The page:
Learn About An Infant Milk Allergy

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Having an allergy can be a drag. But do you know what happens when a little one has an infant milk allergy?

The body is an amazing thing. It really tries hard to protect itself. It has so many outside elements trying to infiltrate it and destroy its precious matter. So when there is a milk allergy, the body does something weird. The body thinks the protein in milk is an enemy that is trying to hurt it. So after it has made that decision, it will produce immunoglobulin E (IgE) antibodies. So the next time you ingest milk, the immunoglobulin E (IgE) antibodies will recognize the milk protein as an enemy, and will tell your immune system to release histamines and other chemicals to protect itself against this foreign invader (milk protein).

Once the histamines and other chemicals are released, the body will show signs letting you know what has happened. This is an allergic reaction. Some of the allergic signs are:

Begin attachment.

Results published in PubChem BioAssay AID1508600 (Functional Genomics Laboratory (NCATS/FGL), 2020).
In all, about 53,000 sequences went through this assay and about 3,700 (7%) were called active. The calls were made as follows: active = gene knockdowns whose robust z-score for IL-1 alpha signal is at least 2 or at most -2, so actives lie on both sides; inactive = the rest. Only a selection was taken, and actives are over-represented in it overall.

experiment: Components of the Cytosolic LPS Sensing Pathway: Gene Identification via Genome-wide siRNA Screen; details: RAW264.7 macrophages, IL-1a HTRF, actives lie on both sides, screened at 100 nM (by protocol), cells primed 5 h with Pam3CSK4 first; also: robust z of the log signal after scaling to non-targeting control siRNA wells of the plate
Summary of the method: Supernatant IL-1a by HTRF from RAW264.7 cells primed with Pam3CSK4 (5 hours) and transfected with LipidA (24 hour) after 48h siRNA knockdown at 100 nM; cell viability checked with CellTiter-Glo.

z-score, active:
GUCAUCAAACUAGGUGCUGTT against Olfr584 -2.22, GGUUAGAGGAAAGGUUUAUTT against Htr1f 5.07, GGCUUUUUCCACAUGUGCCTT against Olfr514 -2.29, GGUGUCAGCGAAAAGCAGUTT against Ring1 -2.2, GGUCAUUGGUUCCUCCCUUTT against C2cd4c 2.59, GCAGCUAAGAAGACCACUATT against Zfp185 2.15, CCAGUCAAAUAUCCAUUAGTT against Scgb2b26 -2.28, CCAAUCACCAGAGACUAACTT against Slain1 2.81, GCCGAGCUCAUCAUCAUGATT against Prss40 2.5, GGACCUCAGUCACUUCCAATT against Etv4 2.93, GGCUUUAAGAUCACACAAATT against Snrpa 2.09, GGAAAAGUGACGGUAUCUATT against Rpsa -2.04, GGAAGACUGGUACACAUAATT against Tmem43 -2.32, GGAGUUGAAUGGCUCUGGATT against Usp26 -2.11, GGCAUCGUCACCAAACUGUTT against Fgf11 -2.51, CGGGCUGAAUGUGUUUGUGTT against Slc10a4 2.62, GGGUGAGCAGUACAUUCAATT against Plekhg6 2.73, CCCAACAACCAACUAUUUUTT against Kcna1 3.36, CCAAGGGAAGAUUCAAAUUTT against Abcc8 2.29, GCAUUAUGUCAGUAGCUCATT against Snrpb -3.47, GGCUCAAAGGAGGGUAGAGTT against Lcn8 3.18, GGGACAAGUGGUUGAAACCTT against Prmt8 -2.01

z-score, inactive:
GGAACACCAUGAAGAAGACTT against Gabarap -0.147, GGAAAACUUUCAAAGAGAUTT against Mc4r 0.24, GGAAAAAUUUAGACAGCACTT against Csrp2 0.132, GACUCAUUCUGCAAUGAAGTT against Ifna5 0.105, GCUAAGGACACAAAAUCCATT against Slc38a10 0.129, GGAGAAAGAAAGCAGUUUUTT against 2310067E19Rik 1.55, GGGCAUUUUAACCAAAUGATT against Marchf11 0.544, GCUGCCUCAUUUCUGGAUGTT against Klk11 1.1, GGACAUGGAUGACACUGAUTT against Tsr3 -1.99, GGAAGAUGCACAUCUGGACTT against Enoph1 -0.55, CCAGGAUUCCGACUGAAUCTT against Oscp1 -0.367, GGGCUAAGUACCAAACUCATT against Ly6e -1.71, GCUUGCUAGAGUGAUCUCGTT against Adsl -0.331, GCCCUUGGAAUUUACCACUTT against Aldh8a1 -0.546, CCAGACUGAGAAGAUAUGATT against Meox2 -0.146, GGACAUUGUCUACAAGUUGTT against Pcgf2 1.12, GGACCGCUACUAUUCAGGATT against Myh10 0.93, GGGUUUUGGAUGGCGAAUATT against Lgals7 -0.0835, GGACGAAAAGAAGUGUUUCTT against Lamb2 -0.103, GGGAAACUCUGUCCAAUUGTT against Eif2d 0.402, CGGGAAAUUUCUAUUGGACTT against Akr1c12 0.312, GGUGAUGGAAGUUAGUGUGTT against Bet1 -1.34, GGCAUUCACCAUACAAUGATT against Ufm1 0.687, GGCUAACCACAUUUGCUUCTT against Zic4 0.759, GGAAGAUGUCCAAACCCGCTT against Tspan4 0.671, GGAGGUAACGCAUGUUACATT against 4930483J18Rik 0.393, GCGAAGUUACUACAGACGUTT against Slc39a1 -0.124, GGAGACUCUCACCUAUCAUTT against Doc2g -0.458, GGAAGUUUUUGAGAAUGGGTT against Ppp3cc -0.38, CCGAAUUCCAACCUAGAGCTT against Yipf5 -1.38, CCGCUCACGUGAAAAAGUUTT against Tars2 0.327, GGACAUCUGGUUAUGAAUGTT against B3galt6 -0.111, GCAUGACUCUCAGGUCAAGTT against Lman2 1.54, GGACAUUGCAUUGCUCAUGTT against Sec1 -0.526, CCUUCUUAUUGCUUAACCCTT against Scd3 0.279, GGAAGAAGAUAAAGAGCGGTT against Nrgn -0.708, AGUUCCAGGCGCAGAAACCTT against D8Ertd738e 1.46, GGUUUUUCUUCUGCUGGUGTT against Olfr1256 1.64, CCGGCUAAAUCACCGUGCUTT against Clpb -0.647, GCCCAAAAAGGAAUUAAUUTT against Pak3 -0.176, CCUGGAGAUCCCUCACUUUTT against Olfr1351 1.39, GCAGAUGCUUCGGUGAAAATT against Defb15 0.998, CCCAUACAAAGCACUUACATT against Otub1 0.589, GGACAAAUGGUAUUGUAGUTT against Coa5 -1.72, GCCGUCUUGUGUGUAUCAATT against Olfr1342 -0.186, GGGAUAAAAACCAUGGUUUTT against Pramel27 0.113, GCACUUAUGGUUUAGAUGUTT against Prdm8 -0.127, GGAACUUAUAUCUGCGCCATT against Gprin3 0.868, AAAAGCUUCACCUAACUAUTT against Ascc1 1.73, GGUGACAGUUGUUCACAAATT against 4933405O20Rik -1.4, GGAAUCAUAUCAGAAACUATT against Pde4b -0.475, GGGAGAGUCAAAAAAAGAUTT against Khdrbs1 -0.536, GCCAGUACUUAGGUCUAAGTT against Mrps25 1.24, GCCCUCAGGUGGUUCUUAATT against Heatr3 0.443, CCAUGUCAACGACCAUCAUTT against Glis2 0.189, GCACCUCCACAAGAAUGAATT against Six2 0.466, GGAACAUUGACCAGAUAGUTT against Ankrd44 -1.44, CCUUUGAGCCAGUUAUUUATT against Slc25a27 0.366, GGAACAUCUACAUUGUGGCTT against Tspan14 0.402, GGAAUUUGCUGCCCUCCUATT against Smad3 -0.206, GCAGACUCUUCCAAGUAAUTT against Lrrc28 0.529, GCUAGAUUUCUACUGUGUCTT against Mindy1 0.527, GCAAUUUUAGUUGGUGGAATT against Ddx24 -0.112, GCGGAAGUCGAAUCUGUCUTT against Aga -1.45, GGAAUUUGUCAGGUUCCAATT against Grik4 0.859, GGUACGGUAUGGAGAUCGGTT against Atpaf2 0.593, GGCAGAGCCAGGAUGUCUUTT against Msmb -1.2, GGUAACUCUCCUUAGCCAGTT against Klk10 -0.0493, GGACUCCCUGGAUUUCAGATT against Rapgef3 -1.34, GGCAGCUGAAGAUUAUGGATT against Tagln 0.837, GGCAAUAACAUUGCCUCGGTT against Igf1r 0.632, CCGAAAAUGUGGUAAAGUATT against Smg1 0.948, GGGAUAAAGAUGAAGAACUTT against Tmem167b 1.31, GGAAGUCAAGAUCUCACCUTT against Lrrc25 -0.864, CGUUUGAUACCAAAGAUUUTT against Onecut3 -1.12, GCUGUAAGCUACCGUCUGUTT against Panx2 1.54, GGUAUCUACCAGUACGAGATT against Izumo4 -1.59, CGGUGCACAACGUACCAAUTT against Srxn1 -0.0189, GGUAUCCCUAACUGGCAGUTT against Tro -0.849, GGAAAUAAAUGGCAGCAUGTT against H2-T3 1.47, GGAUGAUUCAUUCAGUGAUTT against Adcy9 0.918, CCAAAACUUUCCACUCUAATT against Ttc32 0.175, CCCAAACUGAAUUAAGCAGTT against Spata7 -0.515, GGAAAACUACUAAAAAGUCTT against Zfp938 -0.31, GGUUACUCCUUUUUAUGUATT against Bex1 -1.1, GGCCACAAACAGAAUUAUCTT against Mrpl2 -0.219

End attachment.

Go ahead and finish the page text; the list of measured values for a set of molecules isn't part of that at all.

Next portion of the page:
• Hives
  • A skin rash
  • A runny nose
  • Itchy eyes
  • Nausea
  • Diarrhea
  • Vomiting
  • Coughing or wheezing
  • Struggling to breathe


In worse (but rare) cases, DEATH!

So the best thing to do if you think your child is allergic to milk is to tell your little one’s pediatrician. He will run tests to confirm that your little one has a diary allergy.

Learn About An Infant Milk Allergy

If your little one’s pediatrician confirms that your baby does have a milk allergy, then the only way to prevent an allergic reaction is avoidance. This may be difficult because milk is a very common ingredient in food.

But that’s ok. There are lots of diary-free substitutes that are yummy and tasty. And what fun it will be to try a bunch of foods that you and your little one may not have tried before. You can dedicate a day as the ”Food Exploration Day”. This will be the day to try a couple of new dairy-free substitutes. And it is even more fun when the entire family gets involved.

And if you have an infant that is on formula, then it is best to switch from cow’s milk formula to soy-based or hypoallergenic formula. However, of course, feeding your little one breast milk is best. But, if you are breastfeeding, it is best to limit the amount of dairy products that you eat too. The milk protein that causes an allergic reaction to dairy can taint your breast milk.

Depending on the severity of your little one’s allergy, he/she may be able to eventually tolerate small amounts of dairy. So until then, remove milk and diary products from your little one’s diet. And replace those items with tasty diary-free substitutes.